The inefficiencies and wasted costs in these two stories is what I find really frustrating. Do it once do it right or don’t do it at all. Neither of these changes would have suffered from a week or two’s delay while those responsible for the execution held off until they were totally clear about what had to be executed, had all the materials to hand and did the job once.

  3. I’ve come to the conclusion that no one who plans bus stops for AT has ever caught a bus. It is the only possible explanation for why this is so deliberately bad. It happens in other cities too. Gold Coast bus map. No indication that the Theme park buses don’t stop at all north of the river crossing. Makes it impossible to plan a journey.

    1. I think that you are on the money Sailor Boy.
      All the indirect buses from the Shore (Long Bay, Takapuna, Milford etc) terminate near the Civic. For those who want to go to Britomart the logical transfer is at Victoria Park, because after alighting a NEX turns up every two minutes or so. (The alternative is to alight at the Civic and take the much less frequent City Link). The alighting at Victoria Park used to be outside the Air NZ building and use the same stop to catch the NEX. Now the bus stops are separated by about 600m and on rainy days this is just unpleasant. Only someone sitting in an office somewhere could make such a senseless decision.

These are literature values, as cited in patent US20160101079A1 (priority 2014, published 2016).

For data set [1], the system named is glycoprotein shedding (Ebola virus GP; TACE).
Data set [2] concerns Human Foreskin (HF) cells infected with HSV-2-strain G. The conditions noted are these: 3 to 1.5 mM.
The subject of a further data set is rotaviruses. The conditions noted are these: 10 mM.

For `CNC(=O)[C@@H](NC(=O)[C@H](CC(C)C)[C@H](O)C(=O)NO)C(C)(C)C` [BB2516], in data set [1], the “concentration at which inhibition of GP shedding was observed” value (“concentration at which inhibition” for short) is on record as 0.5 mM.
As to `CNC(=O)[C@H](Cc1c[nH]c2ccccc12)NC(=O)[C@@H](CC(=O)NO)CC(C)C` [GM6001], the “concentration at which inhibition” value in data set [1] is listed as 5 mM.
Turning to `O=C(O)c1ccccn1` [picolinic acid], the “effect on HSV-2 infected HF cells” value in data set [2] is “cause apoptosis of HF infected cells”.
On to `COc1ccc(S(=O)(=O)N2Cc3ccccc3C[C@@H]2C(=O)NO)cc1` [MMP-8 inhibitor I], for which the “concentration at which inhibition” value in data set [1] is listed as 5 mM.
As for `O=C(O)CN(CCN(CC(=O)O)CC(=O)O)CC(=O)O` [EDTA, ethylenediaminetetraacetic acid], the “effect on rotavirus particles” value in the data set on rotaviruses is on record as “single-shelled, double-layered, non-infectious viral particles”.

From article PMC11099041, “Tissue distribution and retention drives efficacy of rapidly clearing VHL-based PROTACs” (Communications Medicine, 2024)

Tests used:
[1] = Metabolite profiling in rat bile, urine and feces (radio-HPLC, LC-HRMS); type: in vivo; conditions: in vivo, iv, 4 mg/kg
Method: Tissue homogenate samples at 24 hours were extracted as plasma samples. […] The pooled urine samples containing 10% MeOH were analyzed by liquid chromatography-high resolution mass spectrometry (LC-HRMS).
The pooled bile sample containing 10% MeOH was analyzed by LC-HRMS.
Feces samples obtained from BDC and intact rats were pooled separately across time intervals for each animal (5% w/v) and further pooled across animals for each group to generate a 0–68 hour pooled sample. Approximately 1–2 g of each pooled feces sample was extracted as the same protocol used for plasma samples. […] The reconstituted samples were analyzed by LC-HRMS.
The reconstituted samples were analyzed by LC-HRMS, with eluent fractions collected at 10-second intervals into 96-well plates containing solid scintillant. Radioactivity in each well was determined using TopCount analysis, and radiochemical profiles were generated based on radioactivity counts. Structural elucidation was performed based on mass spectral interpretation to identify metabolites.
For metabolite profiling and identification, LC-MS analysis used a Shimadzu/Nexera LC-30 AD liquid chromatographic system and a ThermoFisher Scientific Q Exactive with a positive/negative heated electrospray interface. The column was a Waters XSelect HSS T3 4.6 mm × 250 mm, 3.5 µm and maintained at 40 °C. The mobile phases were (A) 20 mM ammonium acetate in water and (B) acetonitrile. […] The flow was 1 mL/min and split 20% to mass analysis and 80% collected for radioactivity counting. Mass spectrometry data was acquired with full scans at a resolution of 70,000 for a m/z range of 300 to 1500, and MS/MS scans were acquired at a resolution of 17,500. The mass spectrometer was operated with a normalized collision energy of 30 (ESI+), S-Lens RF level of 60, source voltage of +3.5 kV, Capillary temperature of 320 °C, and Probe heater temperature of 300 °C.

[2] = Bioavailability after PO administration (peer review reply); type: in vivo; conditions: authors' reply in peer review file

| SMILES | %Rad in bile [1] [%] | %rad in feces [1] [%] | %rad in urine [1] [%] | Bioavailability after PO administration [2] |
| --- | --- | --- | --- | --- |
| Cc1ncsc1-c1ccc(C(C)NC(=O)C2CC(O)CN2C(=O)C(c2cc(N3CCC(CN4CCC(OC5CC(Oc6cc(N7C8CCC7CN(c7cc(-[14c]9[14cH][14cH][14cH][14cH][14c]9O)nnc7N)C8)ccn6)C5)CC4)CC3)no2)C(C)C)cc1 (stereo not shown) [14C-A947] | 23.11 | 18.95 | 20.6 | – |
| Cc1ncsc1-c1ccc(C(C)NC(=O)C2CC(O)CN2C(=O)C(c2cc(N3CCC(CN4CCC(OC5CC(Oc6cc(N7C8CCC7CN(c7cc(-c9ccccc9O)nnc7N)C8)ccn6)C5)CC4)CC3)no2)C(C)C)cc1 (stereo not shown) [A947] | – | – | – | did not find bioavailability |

AT say that they want to prioritise public transport but I am not sure that they even no where to start. Just because they are building the CRL doesn’t excuse them for general inactivity.

    2. As people have said before, it should be a condition of employment that AT staff are required to cycle or take PT at least 10 times a month- regardless of where they are in the hierarchy.

      Right now, how are staff supposed to understand the problems faced by PT commuters everyday if they are in their car?

  4. The public transport is designed for exactly one narrowly defined use case: commute to Britomart in the morning, and the other way in the afternoon. Even a small deviation from that use case, and the system breaks down miserably.

    So let’s look at the case above: you’re starting from Wynyard quarter, not from Britomart. So that’s going to be suboptimal indeed.